enlarge the image: The diagram shows the radiation path of the photons from the input optics to the CCD detector. Graphic: Michael Schäfer / University of Leipzig
Optical scheme of an imaging spectrometer. Graphic: Michael Schäfer / University of Leipzig


The AisaEAGLE has been successfully used for cloud measurements in an airborne and ground-based application during the following campaigns:

  • SORPIC, VERDI (Alfred-Wegner-Institut-Eagle, Bremerhaven)

  • MEGACITIES, CARRIBA, ACRIDICON-Zugspitze (Leipziger Institut für Meteorologie-Eagle, Leipzig)

The main objectives by using AisaEAGLE during those/ further measurement campaigns were/ is to investigate cloud microphysical properties such as the cloud optical thickness and in the special case of cirrus the most probable ice crystal shape. Cloud macrophysical properties such as cloud inhomogeneities and cloud shadows are also a big part of interest during the performed investigations.


  • Schäfer, M., Loewe, K., Ehrlich, A., Hoose, C., and Wendisch, M., Simulated and observed horizontal inhomogeneities of optical thickness of Arctic stratus, Atmos. Chem. Phys., 18, 13115-13133, doi:10.5194/acp-18-13115-2018, 2018.
  • Schäfer, M., Bierwirth, E., Ehrlich, A.Jäkel, E., Werner, F., and Wendisch, M., Directional, horizontal inhomogeneities of cloud optical thickness fields retrieved from ground-based and airbornespectral imaging, Atmos. Chem. Phys., 17, 2359-2372, doi:10.5194/acp-17-2359-2017, 2017. 
  • Schäfer, M., Bierwirth, E., Ehrlich, A.Jäkel, E., and Wendisch, M., Airborne observations and simulations of three-dimensional radiative interactions between Arctic boundary layer clouds and ice floes, Atmos. Chem. Phys., 15, 8147-8163, doi:10.5194/acp-15-8147-2015, 2015.
  • Schäfer, M.Bierwirth, E.Ehrlich, A.Heyner, F., and Wendisch, M., Retrieval of cirrus optical thickness and assessment of ice crystal shape from ground-based imaging spectrometry, Atmos. Meas. Tech., 6, 1855-1868, doi:10.5194/amt-6-1855-2013, 2013.
  • Bierwirth, E., Ehrlich, A.Wendisch, M., Gayet, J.-F., Gourbeyre, C., Dupuy, R., Herber, A., Neuber, R., and Lampert, A., Optical thickness and effective radius of Arctic boundary-layer clouds retrieved from airborne nadir and imaging spectrometry, Atmos. Meas. Tech. 6, 1189-1200, doi:10.5194/amt-6-1189-2013, 2013.


Measured Quantity: Fields of radiance
Spatial Coverage: 320 pixels, Field Of View: 36°
Spectral Coverage: 970 – 2.500 nm, 254 bands, Full Width at Half Maximum: 10 nm

The AisaHAWK is an imaging spectroradiometer measuring within the near-infrared spectral range between 970 nm and 2500 nm, with 254 spectral bands and 320 spatial pixels. The combination of the performance of the AisaHAWK together with the AisaEAGLE imaging spectroradiometer allows the full retrieval of microphysical and optical parameters (cloud optical thickness, effective radius). The Aisa-systems are used to derive 2D field by moving the sensors, whereas the FOV of each sensor pixel is about 0.1°. Together with the increase of the time resolution compared to the non-imaging spectroradiometers by a factor of 20, the spatial information content improves significantly, which is required for studies on radiative effects on inhomogeneous clouds.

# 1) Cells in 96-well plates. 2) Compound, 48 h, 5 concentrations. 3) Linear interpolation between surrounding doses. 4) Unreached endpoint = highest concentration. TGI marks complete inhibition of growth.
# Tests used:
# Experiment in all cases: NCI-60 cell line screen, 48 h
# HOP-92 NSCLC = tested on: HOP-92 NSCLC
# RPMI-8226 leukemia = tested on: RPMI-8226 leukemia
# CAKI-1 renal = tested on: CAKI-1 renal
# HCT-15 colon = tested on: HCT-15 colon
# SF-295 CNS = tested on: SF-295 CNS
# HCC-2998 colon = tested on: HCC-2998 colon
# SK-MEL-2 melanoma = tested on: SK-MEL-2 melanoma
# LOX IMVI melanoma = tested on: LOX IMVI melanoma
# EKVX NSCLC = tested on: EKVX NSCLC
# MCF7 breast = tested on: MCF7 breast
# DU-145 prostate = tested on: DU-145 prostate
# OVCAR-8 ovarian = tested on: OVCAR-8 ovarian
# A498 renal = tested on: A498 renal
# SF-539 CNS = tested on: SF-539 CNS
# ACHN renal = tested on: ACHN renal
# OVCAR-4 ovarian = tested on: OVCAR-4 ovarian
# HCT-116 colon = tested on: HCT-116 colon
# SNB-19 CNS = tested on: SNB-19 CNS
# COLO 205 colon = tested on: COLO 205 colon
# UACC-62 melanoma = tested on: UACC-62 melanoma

enlarge the image: Two photos show the Aisa cameras installed in the Polar 5 aircraft. The left picture shows the optics of the downward-facing cameras. The right picture shows the measurement system as it is integrated in the aircraft cabin. Photos: Elena Ruiz-Donoso / University of Leipzig
AisaHAWK camera together with AisaEAGLE installed in the AWI polar plane. Photo: Elena Ruiz-Donoso / University of Leipzig


  • Cloud profiling of (deep) convective clouds (ground-based and airborne) to investigate cloud vertical evolution and life cycle (phase transition and droplet growth) by application of 3D retrieval algorithms

  • Studies on cloud - aerosol interactions of convective clouds

  • Ground-based investigation of enhanced clear sky radiation in the environment of broken clouds

  • Microphysical and optical characterization of cirrus (particle size, particle shape, optical thickness)

  • Radiative impact of cirrus on the solar energy budget

  • Adaption of conventional remote sensing techniques for Arctic boundary clouds with bright sea ice and snow surfaces below

  • Simultaneous retrieval of cloud and snow optical properties (grain size) with high spatial resolution to understand the melting of sea ice which is strongly connected to the interaction between clouds and surface

  • Validation of satellite measurements of passive sensors (e.g., MODIS) regarding the remote sensing of microphysical cloud parameters and global energy budget